Collaboration across the system and access to multiple data streams was vital to our analysis. We closely collaborated with partners across the other labs, sharing approaches to creating and processing new data sources and linkages, including information governance, and sharing learnings on fields such as SNOMED codes (a way of recording clinical information that supports data and analytics). But it was still not completely without limitations. We also needed to use publicly available data from the Office for National Statistics and data for the relevant NWL boroughs, which took additional time to source and analyse. We also weren’t able to access referrals to or data from Improving Access to Psychological Therapies (IAPT) programmes, where some patients and service users may have been referred to and as such only saw part of their access to mental health services.
Data analysis that looks at the whole person
Thanks to the data we can also identify other wider determinants and socioeconomic markers that need to be taken into account for effect care planning. Our next topic as the NWL Networked Data Lab is the investigation health inequalities for unpaid carers, which we’re currently in the early phases of. This is a group who provide invaluable and often round the clock support for family, friends and loved ones and who’s own needs can often be neglected, with 71% of carers nationally having proof physical or mental health (Mental Health Foundation). 81% of carers are providing more care since the COVID-19 pandemic began, partly due to increased needs of the person they care for (40% of carers), partly due to reduced local services (38%).
Our preliminary analysis indicates that unpaid carers in NWL are more likely than non-carers in NWL to suffer from several long-term conditions, including mental health conditions, such as anxiety and depression.
The same methodology can easily be applied to details like physical health or specific prescriptions. We know that people with a physical health problem or disability are more likely to experience a mental health problem, and vice versa – over 25% of people with a long-term health condition also have mental health problems (Mental Health Foundation). And a disproportionate number of people from lower socioeconmic backgrounds are likely to have mental health issues – children and adults living in households in the lowest 20% income bracket in are two to three times more likely to develop mental health problems than those in the highest (Mental Health Foundation).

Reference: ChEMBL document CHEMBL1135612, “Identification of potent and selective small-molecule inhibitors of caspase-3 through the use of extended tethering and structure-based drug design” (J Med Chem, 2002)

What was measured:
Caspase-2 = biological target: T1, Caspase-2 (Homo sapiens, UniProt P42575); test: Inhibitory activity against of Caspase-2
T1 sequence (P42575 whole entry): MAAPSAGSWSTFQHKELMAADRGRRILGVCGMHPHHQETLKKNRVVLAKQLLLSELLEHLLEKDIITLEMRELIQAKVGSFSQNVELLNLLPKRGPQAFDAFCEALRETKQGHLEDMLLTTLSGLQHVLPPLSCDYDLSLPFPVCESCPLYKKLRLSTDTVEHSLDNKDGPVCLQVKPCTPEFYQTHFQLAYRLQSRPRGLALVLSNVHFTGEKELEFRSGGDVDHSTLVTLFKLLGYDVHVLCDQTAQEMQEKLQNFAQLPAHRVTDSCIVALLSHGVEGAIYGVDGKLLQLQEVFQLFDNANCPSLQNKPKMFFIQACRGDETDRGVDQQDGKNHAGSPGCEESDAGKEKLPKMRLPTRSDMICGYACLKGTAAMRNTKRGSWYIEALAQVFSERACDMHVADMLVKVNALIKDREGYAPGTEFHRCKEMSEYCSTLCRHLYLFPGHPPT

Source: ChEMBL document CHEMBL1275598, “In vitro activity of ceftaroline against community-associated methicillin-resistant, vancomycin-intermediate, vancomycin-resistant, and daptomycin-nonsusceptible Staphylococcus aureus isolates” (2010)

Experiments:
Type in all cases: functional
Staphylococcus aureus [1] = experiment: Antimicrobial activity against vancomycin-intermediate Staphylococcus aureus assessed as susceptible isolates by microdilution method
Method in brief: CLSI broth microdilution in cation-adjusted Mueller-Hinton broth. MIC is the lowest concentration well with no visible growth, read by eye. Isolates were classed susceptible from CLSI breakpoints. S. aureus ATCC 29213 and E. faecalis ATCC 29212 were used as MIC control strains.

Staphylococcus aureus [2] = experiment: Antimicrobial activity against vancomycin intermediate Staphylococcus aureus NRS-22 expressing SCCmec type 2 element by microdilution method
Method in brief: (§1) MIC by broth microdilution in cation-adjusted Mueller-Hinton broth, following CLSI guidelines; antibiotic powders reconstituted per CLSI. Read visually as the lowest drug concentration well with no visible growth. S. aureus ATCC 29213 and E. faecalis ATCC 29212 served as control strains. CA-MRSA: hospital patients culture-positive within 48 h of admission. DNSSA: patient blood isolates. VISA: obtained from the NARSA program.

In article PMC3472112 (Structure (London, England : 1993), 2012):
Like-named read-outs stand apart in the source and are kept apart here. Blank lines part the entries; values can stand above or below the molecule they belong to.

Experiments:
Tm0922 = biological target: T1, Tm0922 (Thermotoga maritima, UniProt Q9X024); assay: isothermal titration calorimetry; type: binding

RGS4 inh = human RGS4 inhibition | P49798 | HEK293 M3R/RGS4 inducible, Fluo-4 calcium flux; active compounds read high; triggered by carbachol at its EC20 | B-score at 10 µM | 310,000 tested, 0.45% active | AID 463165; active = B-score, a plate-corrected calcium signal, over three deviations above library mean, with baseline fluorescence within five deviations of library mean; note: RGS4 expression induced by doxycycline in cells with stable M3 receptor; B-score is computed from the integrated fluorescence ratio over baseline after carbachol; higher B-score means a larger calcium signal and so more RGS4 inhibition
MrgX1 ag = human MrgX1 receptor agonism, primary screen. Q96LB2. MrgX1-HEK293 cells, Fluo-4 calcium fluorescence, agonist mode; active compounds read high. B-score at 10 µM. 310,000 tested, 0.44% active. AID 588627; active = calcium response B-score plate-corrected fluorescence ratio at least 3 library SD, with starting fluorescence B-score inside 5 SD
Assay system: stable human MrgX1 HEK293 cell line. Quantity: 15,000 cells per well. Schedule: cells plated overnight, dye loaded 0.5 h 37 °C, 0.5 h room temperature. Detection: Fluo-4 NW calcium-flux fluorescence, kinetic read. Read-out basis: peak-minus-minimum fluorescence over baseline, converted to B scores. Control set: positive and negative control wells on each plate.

Understanding the demographic characteristics of unpaid carers is crucial to understanding their associated health outcomes. To effectively undergo this research, how unpaid carers are recorded or coded in health data needs to improve. One limitation of our investigation so far is understanding how and where someone being an unpaid carer is coded. We’re in the process of integrating social care data from local authorities which, if successful, will allow us to more accurately identify unpaid carers, type of care and the amount of provided care – but we know there are gaps. And we’re already seeing that caring responsibilities are not always recorded in patient data in health settings.
Data analysis that looks at the whole story
Our NDL approach is to always ensure our work is underpinned by meaningful and appropriate patient and public involvement and engagement (PPIE) throughout. NDL’s PPIE work was led by our brilliant colleagues at IGHI. We believe there are three key principles that help PPIE: using mixed methods, safe and effective sessions and that it’s representative of the group you want to gain insights from. We held a workshop with 20 young people from across NWL to understand their experiences during COVID-19 and highlight priorities to research. This was followed up with a prioritisation survey, which was sent through various youth groups and charities, to help ensure seldom heard groups were reached. We set up a Young Person’s Advisory Group (YPAG), who were crucial in helping us shape and critically inform our analysis. The YPAG met several times to help interpret our statistical analysis and also fed in to a policy paper. They were invaluable in helping us make sense of some of our findings – some told us that the scale of demand for mental health services was frightening and they felt they may only be able to access care when at crisis point. They told us that times of transition were difficult and this was worsened by the pandemic when everything changed. Read more about our PPIE approach.
PPIE, high-quality data and analytics are crucial not only in improving our mental health services but to better informing policy decisions on where services need to expand to meet need and reduce health inequalities. But to achieve quality data, we need to ensure we are looking at the whole person, collaborating across systems to ensure our datasets reflect this and continuing to work with our communities to design services.
To find out more about our work as the NWL Networked Data Lab, or if you’re interested in hearing more about our next topic (health outcomes for unpaid carers) please get in touch with firstname.lastname@example.org.